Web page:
Värnik, A. and Kõlves, K. and Allik, J. and Arensman, E. and Aromaa, E. and van Audenhove, C. and Bouleau, J.H. and van der Feltz-Cornelis, C.M. and Giupponi, G. and Gusmão, R. and Kopp, M. and Marusic, A. and Maxwell, M. and Óskarsson, H. and Palmer, A.P. and Pull, C. and Realo, A. and Reisch, T. and Schmidtke, A. and Pérez Sola, V. (2009) Gender issues in suicide rates, trends and methods among youths aged 15-24 in 15 European countries. Journal of Affective Disorders, 113 (3). pp. 216-226. ISSN 0165-0327.
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Background No recent cross-country examinations for youth suicide trends and methods for Europe were found. Aim The aim of the study is to specify differences in suicide rates, trends and methods used among 15–24 years olds by gender across 15 European countries. Method Data for 14,738 suicide cases in the age group 15–24 in 2000–2004/5 were obtained and analysed. Results Suicide rates ranged 5.5–35.1 for males and 1.3–8.5 for females. Statistically significant decline since 2000 was observed in Germany, Scotland, Spain, and England for males and in Ireland for females. Hanging was most frequently used for both genders, followed by jumping and use of a moving object for males and jumping and poisoning by drugs for females. Male suicides had a higher risk than females of using firearms and hanging and lower risk of poisoning by drugs and jumping. There were large differences between single countries. Limitations The limitations of the study are the small numbers of specific suicide methods in some countries as well as the re-categorisation of ICD-9 codes into ICD-10 in England, Ireland and Portugal. Further, the use of suicides (X60–X84) without events of undetermined deaths (Y10–Y34) continues to be problematic considering the possibility of “hidden suicides”. Conclusions The present study shows that suicide rates among young males are decreasing since 2000 in several European countries. Analysis of suicide methods confirms that there is a very high proportion of hanging in youths, which is extremely difficult to restrict. However, besides hanging there are also high rates of preventable suicide methods and reducing the availability of means should be one of the goals of suicide prevention.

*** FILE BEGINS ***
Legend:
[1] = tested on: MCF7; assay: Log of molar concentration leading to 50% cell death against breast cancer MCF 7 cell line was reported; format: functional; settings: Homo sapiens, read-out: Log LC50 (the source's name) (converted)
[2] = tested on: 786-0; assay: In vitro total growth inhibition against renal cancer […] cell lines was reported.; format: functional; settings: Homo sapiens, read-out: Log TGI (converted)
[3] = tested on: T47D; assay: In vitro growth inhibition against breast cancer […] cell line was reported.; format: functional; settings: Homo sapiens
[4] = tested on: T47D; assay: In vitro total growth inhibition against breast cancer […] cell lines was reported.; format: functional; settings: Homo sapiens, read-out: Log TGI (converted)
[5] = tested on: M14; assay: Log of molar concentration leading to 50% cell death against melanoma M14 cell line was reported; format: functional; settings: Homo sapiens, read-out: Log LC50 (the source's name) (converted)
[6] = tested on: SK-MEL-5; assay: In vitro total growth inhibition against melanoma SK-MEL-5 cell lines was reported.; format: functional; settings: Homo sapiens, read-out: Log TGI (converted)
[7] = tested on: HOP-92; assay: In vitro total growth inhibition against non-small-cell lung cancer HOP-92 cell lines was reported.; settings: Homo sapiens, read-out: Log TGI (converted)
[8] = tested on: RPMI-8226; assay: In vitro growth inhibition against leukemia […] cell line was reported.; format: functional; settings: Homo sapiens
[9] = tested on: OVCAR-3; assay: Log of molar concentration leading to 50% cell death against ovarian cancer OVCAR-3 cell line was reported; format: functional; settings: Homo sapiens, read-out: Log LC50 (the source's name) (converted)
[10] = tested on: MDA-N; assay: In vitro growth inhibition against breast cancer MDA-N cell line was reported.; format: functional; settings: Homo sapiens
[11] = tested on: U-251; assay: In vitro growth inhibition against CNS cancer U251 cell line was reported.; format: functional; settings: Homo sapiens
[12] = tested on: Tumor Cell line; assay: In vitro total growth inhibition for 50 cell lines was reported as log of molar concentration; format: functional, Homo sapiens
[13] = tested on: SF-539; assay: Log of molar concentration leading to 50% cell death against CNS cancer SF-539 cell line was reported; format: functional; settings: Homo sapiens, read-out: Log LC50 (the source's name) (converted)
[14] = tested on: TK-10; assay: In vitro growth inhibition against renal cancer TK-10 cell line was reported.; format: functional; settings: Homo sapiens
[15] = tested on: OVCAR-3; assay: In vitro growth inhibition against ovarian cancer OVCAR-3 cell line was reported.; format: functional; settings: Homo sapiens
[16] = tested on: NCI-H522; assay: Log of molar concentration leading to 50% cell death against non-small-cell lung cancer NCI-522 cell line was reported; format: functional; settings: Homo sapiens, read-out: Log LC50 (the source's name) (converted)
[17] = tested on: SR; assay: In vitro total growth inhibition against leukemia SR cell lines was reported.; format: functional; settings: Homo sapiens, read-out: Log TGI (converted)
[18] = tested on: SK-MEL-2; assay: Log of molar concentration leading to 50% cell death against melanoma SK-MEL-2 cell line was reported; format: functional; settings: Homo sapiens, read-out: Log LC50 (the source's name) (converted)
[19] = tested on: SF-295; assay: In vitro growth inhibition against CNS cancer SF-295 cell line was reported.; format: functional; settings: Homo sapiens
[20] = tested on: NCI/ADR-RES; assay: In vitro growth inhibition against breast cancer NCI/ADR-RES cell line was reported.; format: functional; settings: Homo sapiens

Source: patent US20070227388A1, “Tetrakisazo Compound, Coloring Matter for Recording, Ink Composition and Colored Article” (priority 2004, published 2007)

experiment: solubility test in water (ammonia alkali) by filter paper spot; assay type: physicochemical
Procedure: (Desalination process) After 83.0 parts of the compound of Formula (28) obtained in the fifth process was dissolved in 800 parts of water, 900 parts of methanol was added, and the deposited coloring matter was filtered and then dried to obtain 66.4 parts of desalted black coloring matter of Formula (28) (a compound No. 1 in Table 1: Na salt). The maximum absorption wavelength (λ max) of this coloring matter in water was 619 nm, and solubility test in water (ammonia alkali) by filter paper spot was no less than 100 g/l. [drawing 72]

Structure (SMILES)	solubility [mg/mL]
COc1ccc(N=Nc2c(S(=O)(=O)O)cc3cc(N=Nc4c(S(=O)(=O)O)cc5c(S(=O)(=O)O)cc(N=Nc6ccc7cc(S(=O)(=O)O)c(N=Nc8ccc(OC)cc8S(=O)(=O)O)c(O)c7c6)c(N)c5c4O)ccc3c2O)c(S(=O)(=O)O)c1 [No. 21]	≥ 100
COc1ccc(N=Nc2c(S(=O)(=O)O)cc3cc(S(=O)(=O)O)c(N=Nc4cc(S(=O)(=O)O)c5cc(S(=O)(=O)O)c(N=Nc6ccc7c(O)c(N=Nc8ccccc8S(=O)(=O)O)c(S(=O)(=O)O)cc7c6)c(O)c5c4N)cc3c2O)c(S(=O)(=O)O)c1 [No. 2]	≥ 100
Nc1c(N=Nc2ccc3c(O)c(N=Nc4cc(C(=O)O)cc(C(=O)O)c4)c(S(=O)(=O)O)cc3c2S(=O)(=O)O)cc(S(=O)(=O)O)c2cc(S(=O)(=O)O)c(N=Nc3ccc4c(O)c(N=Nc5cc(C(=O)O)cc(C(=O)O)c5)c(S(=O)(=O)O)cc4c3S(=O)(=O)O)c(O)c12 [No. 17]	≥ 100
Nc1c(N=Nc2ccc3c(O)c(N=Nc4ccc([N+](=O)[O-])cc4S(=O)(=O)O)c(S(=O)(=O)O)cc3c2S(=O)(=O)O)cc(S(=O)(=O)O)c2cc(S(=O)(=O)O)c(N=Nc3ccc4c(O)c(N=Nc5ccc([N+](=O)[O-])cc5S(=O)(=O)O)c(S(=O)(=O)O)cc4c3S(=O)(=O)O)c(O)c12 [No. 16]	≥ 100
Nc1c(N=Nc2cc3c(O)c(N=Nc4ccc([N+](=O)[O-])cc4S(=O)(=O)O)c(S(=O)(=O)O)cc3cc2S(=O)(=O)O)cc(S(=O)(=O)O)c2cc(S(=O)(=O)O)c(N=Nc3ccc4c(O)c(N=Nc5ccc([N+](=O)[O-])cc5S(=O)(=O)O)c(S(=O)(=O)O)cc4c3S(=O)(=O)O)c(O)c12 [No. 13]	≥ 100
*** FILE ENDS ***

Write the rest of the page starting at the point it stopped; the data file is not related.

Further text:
|Uncontrolled keywords:||Suicide rates; Trends; Methods; Age 15–24; Europe; Country differences|
|Subjects:||H Social Sciences > H Social Sciences (General)
H Social Sciences > HQ The family. Marriage. Woman > HQ1236 Gender Politics
H Social Sciences > HV Social pathology. Social and public welfare
R Medicine > RA Public aspects of medicine > RA790 Mental health
|Divisions:||Faculties > Social Sciences > School of Social Policy Sociology and Social Research > Centre for Health Services Studies|
|Depositing User:||Tony Rees|
|Date Deposited:||07 Sep 2010 14:29|
|Last Modified:||14 Feb 2013 16:45|
|Resource URI:||http://kar.kent.ac.uk/id/eprint/24630 (The current URI for this page, for reference purposes)|
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